There are a variety of different ways in which those aspiring to simple living define their success. Here are 10 examples:
1. Plucking up the courage to leave a long-term career that didn’t suit.
2. Starting up a small business doing something that inspires .
3. Finding a new vocation in which to re-train that feels joyful and interesting.
4. Recovering from a stress-induced illness.
5. Cutting up some credit cards and reducing debt.
6. Moving to a smaller home in order to reduce or eliminate a mortgage.
7. Accepting redundancy and coming to view it as a gift and an opportunity.
8. Being brave enough to leave an unhappy relationship and set out on a new life.
9. Finding a spiritual path that resonates and re-aligning a lifestyle to give spiritual practice a higher priority.
10. Negotiating with an employer to reduce working hours so as to spend more time with loved ones or to leave more time for volunteer work.
We might normally think of ‘living within our means’ as being all to do with money. Actually, it isn’t necessarily and let me explain why. What all of the examples above have in common is that they represent a movement from living over and above one’s means – physically, mentally, emotionally and spiritually – to living within it. As you can see, this might well involve a decrease in status, affluent living and other ‘trappings’ of material wealth, but what it’s not about is taking a nose-dive into a life of poverty or relinquishing opportunities to shine in the world or even of reluctantly accepting austerity measures.
‘Living within our means’ might sound limiting to some, like something that curtails our freedom. However, when we examine closely what ‘living outside our means ’ entails, we can see the delusion of this apparent limitation. ‘Living outside our means’ involves borrowing from the future. We do this by:
• Over-working now, which often leads to stress-related illness, premature ageing and broken relationships later.
• Over-indulging in (or abusing) food and alcohol now which often leads to illness, premature ageing and broken relationships later.
• Over -borrowing money now, which often leads to bankruptcy, poverty and broken relationships later.
Successfully borrowing from the future is a complete fantasy. It is based on the mistaken belief that we can get away with over stretching and misusing our current personal resources in the present and have everything just as we like it at some point in the future. Whilst we observe stress-induced illness, financial hardship and relationship breakdown happening time and again to other people and we know the risks we’re taking, somehow we assume that an exception to these natural laws will be made in our case!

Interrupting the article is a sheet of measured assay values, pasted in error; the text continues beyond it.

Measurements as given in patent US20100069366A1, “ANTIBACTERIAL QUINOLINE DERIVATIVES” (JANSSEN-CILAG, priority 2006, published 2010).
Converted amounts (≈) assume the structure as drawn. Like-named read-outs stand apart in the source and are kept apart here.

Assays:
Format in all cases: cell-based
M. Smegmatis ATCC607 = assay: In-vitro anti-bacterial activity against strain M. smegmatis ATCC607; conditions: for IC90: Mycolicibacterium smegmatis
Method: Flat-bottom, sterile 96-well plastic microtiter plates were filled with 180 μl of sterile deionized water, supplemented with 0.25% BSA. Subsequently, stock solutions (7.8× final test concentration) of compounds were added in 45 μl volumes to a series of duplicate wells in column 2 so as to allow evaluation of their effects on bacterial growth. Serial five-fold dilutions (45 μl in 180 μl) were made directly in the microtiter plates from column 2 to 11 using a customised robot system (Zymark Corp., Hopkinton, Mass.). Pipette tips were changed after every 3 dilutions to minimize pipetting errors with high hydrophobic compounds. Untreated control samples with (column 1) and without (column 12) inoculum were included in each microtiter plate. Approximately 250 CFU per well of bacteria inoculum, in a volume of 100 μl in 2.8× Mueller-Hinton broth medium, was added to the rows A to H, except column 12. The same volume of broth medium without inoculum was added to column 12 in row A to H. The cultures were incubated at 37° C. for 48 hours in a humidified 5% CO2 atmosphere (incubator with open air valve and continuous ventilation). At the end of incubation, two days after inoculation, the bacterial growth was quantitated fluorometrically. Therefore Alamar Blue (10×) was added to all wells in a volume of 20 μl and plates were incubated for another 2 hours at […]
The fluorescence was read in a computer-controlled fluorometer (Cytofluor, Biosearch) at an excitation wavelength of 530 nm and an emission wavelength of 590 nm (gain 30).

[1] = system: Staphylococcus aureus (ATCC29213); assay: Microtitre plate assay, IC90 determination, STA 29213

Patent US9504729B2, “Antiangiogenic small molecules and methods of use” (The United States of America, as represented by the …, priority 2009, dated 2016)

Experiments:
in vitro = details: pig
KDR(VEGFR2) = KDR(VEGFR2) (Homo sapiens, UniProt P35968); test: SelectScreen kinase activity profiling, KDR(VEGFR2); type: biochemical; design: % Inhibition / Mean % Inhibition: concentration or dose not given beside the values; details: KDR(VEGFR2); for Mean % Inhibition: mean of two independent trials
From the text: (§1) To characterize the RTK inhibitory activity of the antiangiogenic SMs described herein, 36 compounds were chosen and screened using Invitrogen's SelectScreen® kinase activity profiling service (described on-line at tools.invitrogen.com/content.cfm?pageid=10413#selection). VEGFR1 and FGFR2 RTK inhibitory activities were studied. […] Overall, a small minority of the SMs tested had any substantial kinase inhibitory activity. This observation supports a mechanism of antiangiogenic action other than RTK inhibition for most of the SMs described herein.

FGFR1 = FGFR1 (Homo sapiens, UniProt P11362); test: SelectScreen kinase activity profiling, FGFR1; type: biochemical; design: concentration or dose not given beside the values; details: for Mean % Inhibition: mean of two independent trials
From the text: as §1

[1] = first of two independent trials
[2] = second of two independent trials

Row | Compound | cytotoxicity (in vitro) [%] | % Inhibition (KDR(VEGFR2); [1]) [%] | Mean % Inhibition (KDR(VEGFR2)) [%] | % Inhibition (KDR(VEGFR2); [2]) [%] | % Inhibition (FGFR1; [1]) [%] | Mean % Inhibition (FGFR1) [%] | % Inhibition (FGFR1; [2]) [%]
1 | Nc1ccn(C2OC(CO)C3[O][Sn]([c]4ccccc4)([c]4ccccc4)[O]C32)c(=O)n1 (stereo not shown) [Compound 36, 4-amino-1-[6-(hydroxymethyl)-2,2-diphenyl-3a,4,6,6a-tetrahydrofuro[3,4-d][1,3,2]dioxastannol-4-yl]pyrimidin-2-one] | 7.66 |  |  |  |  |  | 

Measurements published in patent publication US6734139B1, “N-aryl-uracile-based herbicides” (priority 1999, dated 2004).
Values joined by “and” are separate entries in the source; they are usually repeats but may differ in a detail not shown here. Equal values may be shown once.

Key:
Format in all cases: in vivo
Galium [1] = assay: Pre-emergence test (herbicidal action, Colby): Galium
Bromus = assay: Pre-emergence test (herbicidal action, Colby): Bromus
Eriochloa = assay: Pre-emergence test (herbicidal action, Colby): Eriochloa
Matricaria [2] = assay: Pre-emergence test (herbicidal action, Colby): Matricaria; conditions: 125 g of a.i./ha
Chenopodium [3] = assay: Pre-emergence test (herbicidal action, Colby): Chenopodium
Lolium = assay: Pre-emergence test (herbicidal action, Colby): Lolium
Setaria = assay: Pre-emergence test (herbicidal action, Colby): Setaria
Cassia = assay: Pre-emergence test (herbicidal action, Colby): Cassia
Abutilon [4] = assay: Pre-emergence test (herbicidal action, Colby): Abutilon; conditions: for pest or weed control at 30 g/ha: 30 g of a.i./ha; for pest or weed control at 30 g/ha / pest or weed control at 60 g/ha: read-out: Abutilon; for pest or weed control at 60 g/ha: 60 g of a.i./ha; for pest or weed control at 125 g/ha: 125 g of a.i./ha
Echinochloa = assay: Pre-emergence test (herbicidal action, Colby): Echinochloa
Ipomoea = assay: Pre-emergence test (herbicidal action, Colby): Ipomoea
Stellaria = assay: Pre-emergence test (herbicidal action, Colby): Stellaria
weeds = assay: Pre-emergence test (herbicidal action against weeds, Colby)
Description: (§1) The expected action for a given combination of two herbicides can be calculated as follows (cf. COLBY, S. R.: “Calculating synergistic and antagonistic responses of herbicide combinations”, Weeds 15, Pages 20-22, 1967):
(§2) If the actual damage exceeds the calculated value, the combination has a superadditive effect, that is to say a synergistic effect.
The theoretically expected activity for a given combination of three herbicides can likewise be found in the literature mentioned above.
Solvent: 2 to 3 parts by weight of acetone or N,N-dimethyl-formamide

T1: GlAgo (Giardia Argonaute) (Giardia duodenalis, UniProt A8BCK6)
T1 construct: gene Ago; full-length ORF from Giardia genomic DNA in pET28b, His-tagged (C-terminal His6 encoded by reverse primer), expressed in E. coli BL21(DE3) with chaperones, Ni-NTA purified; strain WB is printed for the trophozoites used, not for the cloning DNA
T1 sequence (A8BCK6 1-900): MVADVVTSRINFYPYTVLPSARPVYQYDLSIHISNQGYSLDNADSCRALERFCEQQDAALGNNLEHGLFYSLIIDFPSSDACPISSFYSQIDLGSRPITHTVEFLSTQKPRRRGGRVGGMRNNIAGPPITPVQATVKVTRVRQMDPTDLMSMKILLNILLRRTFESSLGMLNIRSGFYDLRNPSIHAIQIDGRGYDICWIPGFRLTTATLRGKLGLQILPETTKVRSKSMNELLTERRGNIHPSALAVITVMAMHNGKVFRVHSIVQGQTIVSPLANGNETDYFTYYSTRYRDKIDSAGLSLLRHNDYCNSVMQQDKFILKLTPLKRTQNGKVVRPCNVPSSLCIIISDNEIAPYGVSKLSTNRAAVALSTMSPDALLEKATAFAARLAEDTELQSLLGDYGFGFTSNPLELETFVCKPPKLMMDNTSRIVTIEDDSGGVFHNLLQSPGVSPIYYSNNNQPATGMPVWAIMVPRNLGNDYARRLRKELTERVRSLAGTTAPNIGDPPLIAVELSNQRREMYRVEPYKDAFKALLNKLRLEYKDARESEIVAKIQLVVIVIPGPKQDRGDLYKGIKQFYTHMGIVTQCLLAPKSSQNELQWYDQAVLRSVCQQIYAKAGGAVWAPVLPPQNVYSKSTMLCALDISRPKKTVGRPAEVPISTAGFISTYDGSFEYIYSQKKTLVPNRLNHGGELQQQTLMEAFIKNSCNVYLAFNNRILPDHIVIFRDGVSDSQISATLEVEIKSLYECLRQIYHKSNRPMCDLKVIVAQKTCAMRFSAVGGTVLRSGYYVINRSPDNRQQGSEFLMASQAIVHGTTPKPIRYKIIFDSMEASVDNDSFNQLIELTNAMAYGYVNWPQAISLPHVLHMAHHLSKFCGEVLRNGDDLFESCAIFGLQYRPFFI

We know that happiness is not linearly related to material wealth. Above a certain level, the point where we personally feel we have ‘enough’, an increase in material wealth does not bring us more happiness. The pivotal point is this place where we have ‘enough’, whatever that might mean for each of us personally. Beyond that, joie de vivre seems to come about more readily from focusing our efforts more on the non-material aspects of our lives, for example our mental, emotional spiritual and physical wellbeing.
So, what ‘living within our means’ is actually about is attending with honesty to what’s happening with us right now with our wellbeing. Put simply, it’s about:
• enjoying the present
• being honest with ourselves about what our personal means are
• Including all of our personal means in our lives now
What are our ‘personal means’?
For me , it’s my capacityto:
Physical means – manage my money, health, material items (e.g. home, clothes, car or bike, furniture, food, immediate environment), acquire and maintain useful physical skills.
Emotional means – relate to myself and others, be self-aware, handle stress and conflict, make decisions.
Mental means – learn from experience, understand, acquire knowledge, manage mental skills, make decisions.
Spiritual means – be a witness to my actions, behave ethically, live in the present, be conscious of what drives me, commit to a spiritual practice, be in touch with spiritual intelligence, be insightful, accept the impermanent ever-changing nature of life, use my intuitive wisdom.
The good news about ‘living within our means‘ is that when we have a determination, a real commitment to put ‘living within our means’ above everything else, then this calls us to be profoundly honest about where we are now. This degree of acceptance can result in a deep sense of peace: a relief from stress, anxiety and striving. Then there is the personal freedom that springs from this. We are free to reclaim our energy to enjoy each day as it happens, to speak our truth in the moment, to care for ourselves and others.
Whilst we are perpetually caught up in the future, we are not free to do any of these things.
The time to act and to enjoy our best life is not during some fantasy time in the future. It is now and it is achieved, I believe, by ‘living within our means.’